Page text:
…. The United States should support the rule of law, fair elections and self-determination for the Venezuelan people. We must condemn the use of violence against unarmed protesters and the suppression of dissent.
But we must learn the lessons of the past and not be in the business of regime change or supporting coups—as we have in Chile, Guatemala, Brazil & the DR. The US has a long history of inappropriately intervening in Latin American nations; we must not go down that road again".
He received some criticism by extremists.
I don't understand why any American can back the Maduro dictatorship.
And I don't get why anybody could be in favor of an armed US intervention,.
In view of the misery inflicted on the Venezuelan people by the authoritarian, corrupt, incompetent and grossly ineffective architects of the "Bolivarian" revolution, I believe it is a more than a little premature to trot out the largely exaggerated "inappropriate" (whatever that means) interventions of the United States Interventions in South American politics. While a case cam be made for the predatory US interventions in Mexico, the others listed all yielded better outcomes for the people of Chile & Brazil . The Central American Republics are a different issue - all socially divided, corrupt and ineffective. Though the main issues in each are internal and the responsibility of local elites, both Mexico and the United States have contributed to the disorder there, though often with good intentions.
With respect to Venezuela the United States has indeed supported the rule of law, fair elections and self-determination for the Venezuelan people, and has done so despite the evident hostility of a tyrannical Venezuelan government that has engaged in actions directly threatening to the United States - though generally with the same incompetence that that done so much harm to the Venezuelan people.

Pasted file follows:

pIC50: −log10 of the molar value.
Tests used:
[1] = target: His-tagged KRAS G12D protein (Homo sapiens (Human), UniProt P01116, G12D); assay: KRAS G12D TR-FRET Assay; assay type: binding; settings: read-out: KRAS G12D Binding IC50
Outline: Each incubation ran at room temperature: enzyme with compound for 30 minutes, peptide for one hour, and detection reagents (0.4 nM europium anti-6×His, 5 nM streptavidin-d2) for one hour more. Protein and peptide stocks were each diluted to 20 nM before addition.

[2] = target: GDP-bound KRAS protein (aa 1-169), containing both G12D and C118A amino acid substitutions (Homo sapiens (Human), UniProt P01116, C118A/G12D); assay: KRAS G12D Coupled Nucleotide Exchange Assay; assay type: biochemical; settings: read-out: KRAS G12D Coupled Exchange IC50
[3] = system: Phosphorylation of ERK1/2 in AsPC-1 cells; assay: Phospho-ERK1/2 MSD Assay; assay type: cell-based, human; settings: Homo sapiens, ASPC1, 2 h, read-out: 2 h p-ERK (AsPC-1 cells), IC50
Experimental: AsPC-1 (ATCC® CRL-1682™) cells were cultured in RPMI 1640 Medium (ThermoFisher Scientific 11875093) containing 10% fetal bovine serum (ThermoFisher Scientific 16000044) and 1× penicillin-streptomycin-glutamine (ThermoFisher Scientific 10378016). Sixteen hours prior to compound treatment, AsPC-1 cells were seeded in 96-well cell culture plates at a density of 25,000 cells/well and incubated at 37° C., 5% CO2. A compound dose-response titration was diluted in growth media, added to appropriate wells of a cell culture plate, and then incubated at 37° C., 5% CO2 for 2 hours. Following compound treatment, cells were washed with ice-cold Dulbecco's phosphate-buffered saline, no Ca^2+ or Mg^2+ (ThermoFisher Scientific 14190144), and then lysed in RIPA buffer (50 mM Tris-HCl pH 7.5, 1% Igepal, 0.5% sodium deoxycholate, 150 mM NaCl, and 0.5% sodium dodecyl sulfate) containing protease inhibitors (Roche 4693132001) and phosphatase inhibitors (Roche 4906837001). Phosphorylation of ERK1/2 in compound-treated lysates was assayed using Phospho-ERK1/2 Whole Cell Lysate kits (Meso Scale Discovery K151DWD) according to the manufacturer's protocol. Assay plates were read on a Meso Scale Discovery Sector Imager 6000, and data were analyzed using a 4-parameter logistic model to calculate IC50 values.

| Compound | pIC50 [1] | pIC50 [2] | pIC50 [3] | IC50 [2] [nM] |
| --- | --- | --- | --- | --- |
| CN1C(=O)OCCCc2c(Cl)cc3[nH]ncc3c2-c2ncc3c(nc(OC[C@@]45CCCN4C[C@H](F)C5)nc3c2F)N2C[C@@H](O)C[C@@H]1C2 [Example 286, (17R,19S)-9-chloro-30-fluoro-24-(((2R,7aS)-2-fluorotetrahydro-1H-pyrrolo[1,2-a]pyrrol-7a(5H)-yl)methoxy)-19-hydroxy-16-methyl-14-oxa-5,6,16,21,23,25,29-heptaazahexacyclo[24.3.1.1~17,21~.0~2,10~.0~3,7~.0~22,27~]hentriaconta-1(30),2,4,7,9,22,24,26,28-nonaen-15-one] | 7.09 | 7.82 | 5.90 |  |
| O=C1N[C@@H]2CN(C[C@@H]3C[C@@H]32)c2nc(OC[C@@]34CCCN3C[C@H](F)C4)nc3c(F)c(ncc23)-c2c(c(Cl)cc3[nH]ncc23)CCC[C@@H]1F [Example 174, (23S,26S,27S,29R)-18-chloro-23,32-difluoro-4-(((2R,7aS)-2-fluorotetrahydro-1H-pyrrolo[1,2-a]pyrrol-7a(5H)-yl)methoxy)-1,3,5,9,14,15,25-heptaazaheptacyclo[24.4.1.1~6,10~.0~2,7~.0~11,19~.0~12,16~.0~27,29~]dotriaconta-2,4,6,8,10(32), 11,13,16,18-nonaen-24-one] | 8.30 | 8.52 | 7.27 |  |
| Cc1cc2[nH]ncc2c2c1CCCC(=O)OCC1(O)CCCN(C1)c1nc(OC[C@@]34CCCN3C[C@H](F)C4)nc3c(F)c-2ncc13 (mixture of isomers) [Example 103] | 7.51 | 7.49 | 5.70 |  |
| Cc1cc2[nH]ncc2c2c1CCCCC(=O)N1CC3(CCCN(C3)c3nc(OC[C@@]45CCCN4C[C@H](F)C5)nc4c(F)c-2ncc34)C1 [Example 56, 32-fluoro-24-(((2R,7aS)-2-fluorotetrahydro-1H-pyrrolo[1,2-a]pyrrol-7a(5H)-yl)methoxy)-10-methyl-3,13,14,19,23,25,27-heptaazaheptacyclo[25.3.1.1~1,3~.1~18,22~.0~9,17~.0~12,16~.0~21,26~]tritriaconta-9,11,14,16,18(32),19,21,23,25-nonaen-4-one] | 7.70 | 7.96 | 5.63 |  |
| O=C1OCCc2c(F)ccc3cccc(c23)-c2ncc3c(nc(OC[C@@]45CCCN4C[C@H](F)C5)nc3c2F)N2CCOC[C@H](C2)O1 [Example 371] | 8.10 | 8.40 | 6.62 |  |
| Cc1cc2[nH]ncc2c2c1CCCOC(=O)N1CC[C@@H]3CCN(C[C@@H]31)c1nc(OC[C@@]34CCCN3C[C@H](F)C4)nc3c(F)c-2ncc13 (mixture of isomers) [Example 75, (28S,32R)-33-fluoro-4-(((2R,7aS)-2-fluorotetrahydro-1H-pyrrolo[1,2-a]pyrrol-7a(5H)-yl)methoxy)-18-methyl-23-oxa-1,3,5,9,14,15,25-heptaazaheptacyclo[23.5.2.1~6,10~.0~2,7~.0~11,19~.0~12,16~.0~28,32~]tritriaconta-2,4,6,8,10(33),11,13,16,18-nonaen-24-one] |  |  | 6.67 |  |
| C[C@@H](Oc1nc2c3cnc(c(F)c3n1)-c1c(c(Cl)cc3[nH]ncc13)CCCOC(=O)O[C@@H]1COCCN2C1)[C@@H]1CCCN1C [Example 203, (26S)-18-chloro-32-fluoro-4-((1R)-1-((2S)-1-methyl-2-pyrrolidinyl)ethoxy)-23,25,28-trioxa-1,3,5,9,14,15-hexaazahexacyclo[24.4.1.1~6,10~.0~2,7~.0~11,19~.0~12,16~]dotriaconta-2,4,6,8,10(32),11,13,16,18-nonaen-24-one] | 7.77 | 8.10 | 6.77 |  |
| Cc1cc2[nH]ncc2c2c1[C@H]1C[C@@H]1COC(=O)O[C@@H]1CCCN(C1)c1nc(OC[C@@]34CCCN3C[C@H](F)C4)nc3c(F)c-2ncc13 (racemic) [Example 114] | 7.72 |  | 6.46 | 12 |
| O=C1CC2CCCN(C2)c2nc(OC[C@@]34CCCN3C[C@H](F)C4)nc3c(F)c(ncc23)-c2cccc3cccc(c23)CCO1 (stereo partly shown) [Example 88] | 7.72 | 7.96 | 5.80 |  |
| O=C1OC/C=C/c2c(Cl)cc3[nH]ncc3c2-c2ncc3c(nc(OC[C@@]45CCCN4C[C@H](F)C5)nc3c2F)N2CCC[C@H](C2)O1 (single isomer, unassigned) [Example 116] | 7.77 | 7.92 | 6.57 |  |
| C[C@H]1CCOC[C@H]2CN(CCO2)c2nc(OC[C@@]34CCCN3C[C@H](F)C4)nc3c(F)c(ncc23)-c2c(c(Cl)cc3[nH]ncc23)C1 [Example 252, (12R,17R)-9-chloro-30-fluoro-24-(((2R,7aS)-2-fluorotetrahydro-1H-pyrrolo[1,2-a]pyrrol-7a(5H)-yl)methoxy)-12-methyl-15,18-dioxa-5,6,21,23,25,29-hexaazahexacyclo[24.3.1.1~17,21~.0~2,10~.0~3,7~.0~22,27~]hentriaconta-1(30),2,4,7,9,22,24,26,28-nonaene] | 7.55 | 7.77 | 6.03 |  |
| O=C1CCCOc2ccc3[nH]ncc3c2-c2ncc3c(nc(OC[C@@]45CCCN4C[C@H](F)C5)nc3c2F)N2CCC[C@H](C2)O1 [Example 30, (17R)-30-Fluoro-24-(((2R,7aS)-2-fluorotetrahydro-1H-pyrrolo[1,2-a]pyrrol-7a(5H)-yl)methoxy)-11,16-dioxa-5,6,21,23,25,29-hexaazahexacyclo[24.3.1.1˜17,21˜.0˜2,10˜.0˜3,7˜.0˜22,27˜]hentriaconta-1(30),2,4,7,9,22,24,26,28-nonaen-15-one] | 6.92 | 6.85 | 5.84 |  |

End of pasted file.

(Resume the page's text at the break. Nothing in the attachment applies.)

The Chavez/Maduro regime has had the foresight to include senior military officers in the corruption, expropriation of property, criminal drug smuggling and related actions of the government. As a result it currently appears that the Venezuelan military will continue to support the hapless tyranny there. In addition there is the factor of the Cuban intelligence and police presence in Venezuela. Cuba depends economically on the large subsidies it gets from the Bolivarian government and is now intervening in Venezuelan affairs in a very direct way - though no one has addressed that. What may result from all this is as yet unclear, however, a very bloody uprising is a real possibility.
In these circumstances it seems appropriate for those who would trot out the litany of previous, peaceful US interventions in Chile & Brazil, to address just what should be the threshold for intervention in Venezuela.